type particle {
   V velocity
   X position

function GuidingEquation(Q_1, Q_2, Q_3....Q_N) (Q_K particle) {
     return Q_K

The above function takes in the position and velocities of ALL the particles in the computer system, and returns the position of the k-th particle. It is almost trivial to understand how the universe would evolve if it was guided by an equation like this, as opposed to something which drew explicit difference between interdependencies based on a speed limit. Whether the universe is a computer simulation or not is the unfalsifiable subject of another debate, but it certainly gives us another intuition to why non-locality may not be as strange as it appears.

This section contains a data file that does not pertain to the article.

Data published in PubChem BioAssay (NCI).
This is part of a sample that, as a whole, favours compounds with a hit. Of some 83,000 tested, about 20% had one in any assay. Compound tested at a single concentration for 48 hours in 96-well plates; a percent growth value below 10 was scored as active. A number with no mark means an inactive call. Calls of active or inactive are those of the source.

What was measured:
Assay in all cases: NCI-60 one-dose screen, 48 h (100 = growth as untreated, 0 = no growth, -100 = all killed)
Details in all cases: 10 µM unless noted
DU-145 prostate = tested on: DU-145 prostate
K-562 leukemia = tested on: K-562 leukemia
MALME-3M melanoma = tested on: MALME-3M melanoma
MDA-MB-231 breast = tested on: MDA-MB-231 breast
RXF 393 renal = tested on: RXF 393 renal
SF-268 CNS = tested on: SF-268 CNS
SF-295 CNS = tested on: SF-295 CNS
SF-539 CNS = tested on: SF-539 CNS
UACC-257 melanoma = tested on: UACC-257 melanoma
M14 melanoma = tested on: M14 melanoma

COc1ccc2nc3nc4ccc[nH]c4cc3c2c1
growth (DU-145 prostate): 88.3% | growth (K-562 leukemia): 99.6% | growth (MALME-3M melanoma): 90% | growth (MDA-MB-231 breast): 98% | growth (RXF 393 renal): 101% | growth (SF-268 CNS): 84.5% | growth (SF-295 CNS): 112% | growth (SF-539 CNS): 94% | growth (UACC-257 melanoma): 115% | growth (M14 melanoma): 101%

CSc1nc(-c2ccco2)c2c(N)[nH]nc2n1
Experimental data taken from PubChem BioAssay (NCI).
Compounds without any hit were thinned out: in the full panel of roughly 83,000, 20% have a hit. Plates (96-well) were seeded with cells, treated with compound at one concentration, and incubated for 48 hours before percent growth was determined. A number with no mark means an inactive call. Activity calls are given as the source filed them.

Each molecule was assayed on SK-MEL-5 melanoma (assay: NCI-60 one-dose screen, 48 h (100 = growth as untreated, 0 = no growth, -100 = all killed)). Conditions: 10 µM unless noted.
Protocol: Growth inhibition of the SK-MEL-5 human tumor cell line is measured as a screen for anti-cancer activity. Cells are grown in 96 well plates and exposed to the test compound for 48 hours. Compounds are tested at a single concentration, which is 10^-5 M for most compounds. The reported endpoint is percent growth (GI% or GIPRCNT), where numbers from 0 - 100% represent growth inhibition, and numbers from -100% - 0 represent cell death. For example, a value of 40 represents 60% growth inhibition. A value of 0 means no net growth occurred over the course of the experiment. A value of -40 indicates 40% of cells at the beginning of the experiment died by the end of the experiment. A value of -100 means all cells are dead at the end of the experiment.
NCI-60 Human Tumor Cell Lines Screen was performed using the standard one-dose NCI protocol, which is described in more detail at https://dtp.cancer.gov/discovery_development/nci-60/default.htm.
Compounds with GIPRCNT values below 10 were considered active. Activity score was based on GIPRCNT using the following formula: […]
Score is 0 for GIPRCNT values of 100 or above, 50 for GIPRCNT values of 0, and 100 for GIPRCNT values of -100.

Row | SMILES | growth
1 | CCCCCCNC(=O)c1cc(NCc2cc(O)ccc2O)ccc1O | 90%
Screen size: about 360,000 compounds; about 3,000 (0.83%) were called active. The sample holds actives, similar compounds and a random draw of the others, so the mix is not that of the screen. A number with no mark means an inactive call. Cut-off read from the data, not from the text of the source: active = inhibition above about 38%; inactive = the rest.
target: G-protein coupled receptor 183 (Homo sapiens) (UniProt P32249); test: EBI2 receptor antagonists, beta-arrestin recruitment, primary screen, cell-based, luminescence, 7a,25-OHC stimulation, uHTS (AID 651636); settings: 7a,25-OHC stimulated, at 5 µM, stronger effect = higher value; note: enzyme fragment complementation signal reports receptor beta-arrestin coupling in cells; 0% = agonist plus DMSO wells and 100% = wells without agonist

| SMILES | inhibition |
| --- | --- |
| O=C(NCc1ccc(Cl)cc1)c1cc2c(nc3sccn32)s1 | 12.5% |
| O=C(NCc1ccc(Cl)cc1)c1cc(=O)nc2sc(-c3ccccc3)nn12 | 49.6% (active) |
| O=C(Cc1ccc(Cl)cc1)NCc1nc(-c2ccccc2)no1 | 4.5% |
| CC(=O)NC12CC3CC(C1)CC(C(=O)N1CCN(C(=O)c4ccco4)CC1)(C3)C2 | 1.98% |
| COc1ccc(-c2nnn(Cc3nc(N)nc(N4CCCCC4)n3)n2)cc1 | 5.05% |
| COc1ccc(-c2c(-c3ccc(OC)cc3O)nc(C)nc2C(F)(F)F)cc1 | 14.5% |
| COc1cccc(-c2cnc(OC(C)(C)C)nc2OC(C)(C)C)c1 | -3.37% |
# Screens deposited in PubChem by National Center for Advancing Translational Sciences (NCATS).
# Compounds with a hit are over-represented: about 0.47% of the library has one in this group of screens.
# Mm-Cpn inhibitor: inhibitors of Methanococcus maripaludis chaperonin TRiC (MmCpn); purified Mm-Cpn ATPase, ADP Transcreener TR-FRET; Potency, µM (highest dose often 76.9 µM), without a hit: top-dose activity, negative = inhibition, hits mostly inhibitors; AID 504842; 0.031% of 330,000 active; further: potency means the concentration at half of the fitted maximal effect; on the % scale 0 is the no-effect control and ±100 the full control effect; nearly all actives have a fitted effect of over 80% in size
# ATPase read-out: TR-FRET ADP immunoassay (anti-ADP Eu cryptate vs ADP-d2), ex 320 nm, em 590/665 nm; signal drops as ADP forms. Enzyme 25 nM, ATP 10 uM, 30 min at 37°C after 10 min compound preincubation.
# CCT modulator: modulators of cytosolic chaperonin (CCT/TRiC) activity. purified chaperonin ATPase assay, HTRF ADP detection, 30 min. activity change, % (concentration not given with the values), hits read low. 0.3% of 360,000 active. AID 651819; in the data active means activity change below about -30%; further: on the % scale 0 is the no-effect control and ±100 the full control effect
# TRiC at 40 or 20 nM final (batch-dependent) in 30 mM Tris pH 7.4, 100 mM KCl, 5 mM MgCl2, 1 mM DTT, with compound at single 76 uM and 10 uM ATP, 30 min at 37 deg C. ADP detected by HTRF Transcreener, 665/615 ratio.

Echoes From a Forgotten Past

Non-locality forces upon us an universe that by nature is undivided – but the concept of an undivided universe is not in itself new. Cause and effect have been important topics in all ancient schools of Indian philosophy, particularly Vedanta. All schools of Vedanta subscribe to the theory of Satkāryavāda, meaning that the effect is pre-existent in the cause. Alan Watts, a prominent Eastern philosopher describes in detail the intricate concept of Indra’s Net:

Imagine a multidimensional spider’s web in the early morning covered with dew drops. And every dew drop contains the reflection of all the other dew drops. And, in each reflected dew drop, the reflections of all the other dew drops in that reflection. And so ad infinitum. That is the Buddhist conception of the universe in an image.

Alan Watts